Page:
"Ruby, Don't Take Your Love to Town," from the summer of 1969.

Sunday, July 28, 2013

95 More Songs of Summer - "Jive Talkin'"

The school year in most districts nowadays isn't what it used to be, as year-round and modified calendars have made the traditional "day after Labor Day start" a thing of the past.  But for those of you who can remember the old days, we're now at the point of summer when you would begin to realize that summer vacation was past its halfway point, and - horrors! - you'd start to see ads on TV for the new Fall shows (something else that's a thing of the past, with shows now starting at all times of the year).  The dreaded words "back to school" were creeping up, ever so closer.

I heard this song not long ago on the oldies station I was listening to in the morning until they discontinued their morning traffic reports (and to be fair, I got a new car with a CD player and that was iPod-ready).  When it comes to old Bee Gees hits, you mostly hear the stuff from Saturday Night Fever, as if the rest of their career never happened.  This was their first foray into that new dance craze called Disco, and it was better than I remembered it to be.  Not the greatest song in the world, or even the greatest song they ever did, but not a bad way to keep yourself occupied on a summer day too hot to foray outside.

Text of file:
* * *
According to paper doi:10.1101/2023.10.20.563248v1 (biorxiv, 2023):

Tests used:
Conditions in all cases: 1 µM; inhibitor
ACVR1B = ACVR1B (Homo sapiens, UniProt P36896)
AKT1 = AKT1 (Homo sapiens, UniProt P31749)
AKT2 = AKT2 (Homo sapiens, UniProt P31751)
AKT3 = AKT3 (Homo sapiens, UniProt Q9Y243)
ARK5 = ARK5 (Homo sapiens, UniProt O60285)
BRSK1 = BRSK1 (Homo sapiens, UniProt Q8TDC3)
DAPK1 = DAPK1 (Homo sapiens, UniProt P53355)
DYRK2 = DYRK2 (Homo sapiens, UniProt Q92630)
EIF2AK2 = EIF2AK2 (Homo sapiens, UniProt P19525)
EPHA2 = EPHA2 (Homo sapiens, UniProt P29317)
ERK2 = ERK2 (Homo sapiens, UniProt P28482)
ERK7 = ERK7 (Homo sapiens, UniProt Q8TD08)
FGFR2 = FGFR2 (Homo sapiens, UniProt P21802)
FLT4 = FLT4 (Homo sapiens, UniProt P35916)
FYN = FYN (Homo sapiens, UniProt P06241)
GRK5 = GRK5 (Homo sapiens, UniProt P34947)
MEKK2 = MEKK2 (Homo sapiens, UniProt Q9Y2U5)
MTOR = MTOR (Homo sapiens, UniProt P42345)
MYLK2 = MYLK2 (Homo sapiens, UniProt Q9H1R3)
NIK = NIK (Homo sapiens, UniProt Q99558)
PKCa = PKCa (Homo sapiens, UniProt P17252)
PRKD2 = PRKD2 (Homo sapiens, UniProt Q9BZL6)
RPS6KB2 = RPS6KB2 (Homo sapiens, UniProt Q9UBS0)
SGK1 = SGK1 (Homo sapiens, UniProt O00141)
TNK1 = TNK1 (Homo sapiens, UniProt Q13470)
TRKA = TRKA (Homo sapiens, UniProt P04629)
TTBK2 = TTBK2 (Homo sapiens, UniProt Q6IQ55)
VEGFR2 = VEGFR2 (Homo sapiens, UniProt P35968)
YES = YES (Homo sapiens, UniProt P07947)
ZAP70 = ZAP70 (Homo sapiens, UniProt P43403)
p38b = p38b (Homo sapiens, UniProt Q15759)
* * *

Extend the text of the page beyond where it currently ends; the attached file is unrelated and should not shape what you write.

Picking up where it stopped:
"Jive Talkin'," Bee Gees, from the summer of 1975.

Friday, July 26, 2013

95 More Songs of Summer - "Classical Gas"

When I was 8 years old, I didn't think it was possible to get any cooler than this song, and can even remember watching The Smothers Brothers on occasion.  It was years before I learned that Williams was also a writer for the show.

This has to qualify as a one-hit wonder - I certainly don't remember Williams ever having another hit.

"Classical Gas," Mason Williams, from the summer of 1968.

Wednesday, July 24, 2013

95 More Songs of Summer - "Take It Easy"

This is not the song I would select if you asked me to name the Eagles' best song (I'd opt for "One of These Nights").  But if a martian landed on Earth and told me that he'd heard of this band called the Eagles and could I choose for him the most representative song from their catalog of the "Eagles sound," it would definitely be "Take It Easy."  And yes, that is the clumsiest pair of sentences to appear on this blog for a long time.